Ballast water treatment – stabilizing ocean ecosystems
For over a century, ships have used water as ballast to provide stability, making ballast water essential to safe and efficient shipping. However, ballast water transports a vast number of aquatic species, including microbes, bacteria, small invertebrates, and algae, as well as the cysts, larvae, and eggs of larger species. When these organisms are discharged with the ballast water into new environments, they are considered aquatic invasive species (AIS). Introduction of invasive species can devastate the local marine ecosystem, causing loss of biodiversity, and even extinctions of native species.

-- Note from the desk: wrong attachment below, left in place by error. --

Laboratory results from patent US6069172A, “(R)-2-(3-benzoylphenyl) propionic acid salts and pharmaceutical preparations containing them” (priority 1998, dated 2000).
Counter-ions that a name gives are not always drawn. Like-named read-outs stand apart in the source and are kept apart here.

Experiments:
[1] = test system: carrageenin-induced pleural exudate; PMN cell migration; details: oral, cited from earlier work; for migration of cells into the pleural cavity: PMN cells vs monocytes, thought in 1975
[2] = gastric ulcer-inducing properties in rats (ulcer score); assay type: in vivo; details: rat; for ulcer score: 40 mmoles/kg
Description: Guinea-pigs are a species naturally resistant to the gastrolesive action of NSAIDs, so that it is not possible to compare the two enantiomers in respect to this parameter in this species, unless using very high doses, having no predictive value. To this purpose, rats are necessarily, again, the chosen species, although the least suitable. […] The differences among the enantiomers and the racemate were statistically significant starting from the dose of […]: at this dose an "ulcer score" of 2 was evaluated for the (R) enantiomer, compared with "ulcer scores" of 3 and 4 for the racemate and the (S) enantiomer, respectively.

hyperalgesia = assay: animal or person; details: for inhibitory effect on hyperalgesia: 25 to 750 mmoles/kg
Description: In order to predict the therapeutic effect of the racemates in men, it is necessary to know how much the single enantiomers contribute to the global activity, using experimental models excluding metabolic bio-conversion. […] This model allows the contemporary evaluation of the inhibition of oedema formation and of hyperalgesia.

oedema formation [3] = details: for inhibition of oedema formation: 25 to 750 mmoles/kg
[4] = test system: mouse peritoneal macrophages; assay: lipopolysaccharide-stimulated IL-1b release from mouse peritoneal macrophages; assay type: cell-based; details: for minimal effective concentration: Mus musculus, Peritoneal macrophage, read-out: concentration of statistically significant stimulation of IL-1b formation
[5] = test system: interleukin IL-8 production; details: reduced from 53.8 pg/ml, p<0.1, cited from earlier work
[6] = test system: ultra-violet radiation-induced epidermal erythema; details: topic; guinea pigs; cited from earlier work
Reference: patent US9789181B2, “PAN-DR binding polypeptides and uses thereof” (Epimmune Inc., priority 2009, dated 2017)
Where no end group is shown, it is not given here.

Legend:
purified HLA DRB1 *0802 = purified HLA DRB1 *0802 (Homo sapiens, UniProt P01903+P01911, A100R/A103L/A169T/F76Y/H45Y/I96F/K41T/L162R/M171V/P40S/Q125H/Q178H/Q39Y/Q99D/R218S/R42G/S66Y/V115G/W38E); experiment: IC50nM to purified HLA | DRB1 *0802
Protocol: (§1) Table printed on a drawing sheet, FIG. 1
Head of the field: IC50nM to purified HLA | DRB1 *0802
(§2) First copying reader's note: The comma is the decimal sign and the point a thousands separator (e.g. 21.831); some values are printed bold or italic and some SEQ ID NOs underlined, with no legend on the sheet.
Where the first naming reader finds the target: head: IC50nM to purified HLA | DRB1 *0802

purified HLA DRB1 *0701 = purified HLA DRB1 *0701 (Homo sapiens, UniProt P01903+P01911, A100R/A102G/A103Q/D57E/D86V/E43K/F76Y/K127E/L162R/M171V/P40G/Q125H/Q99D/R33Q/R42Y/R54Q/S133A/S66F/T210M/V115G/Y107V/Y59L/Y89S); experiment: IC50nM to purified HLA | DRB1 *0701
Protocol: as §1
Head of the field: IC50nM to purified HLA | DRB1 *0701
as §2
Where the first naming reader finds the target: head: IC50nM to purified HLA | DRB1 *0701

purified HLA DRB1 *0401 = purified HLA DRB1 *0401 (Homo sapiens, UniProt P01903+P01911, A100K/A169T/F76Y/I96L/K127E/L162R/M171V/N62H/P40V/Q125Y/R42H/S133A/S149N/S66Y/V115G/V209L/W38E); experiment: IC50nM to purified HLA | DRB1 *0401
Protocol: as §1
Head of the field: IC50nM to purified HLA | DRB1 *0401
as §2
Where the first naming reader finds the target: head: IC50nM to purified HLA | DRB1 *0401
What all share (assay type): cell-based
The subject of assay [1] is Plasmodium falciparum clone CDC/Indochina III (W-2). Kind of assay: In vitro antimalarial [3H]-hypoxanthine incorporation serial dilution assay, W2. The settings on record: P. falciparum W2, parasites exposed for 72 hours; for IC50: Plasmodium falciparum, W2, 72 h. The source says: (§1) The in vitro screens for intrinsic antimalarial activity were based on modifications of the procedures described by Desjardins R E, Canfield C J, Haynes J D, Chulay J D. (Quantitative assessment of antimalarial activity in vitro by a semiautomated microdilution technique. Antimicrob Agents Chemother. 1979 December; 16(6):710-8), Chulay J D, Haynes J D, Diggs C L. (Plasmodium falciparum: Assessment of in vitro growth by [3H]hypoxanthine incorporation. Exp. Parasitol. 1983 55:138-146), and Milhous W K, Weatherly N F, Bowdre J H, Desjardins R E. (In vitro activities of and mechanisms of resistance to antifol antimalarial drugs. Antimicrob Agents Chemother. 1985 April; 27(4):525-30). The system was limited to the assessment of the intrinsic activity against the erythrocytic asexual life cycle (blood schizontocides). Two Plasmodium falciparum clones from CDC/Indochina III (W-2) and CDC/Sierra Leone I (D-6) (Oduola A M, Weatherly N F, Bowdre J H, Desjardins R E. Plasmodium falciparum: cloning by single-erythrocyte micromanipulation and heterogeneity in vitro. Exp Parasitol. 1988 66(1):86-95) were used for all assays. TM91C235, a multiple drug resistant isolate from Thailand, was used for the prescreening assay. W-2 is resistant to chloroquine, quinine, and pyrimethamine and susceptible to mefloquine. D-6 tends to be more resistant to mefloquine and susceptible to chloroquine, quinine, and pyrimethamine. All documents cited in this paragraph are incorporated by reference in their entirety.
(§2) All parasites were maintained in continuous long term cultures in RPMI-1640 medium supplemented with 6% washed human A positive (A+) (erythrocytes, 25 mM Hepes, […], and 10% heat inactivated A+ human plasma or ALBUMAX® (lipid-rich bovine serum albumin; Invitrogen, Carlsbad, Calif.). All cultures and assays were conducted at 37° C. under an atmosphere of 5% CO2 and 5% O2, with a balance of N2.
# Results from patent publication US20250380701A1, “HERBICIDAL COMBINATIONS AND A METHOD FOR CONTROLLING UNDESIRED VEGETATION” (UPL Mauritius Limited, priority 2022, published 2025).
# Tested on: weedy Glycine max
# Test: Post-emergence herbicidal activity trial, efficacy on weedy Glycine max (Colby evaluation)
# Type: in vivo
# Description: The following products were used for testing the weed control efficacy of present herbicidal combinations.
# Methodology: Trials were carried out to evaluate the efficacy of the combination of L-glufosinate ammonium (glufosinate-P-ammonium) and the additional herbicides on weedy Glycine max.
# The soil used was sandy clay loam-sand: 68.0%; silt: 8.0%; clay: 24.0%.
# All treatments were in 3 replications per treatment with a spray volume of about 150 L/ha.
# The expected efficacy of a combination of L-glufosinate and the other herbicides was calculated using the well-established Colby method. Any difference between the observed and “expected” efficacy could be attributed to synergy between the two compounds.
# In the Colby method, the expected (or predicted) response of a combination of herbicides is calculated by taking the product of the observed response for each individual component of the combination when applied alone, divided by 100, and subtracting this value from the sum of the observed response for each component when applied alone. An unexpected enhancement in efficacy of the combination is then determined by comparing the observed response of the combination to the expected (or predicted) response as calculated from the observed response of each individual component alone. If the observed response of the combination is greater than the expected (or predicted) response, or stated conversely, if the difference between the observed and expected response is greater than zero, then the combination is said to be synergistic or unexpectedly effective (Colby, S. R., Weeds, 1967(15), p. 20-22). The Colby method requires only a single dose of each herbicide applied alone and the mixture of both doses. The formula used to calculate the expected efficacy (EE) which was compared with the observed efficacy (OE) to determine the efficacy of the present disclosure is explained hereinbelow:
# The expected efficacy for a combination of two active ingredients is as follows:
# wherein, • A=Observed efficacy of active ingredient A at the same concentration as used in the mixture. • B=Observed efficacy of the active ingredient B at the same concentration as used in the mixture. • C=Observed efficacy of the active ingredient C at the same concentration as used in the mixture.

AIS are not just hazardous to the ecosystem. Pathogens carried in ballast water are believed to have caused some cholera outbreaks, costing thousands of lives and many toxic algae blooms appear to be linked to the introduction of non-native algal species through ballast water discharges. AIS carried in ballast water have been implicated in the collapse of fisheries, the devastation of shellfish regions, and toxic conditions on beaches. AIS cost world economies billions of dollars each year. In fact, the spread of invasive species ranks as one of the top four greatest threats to the world’s oceans.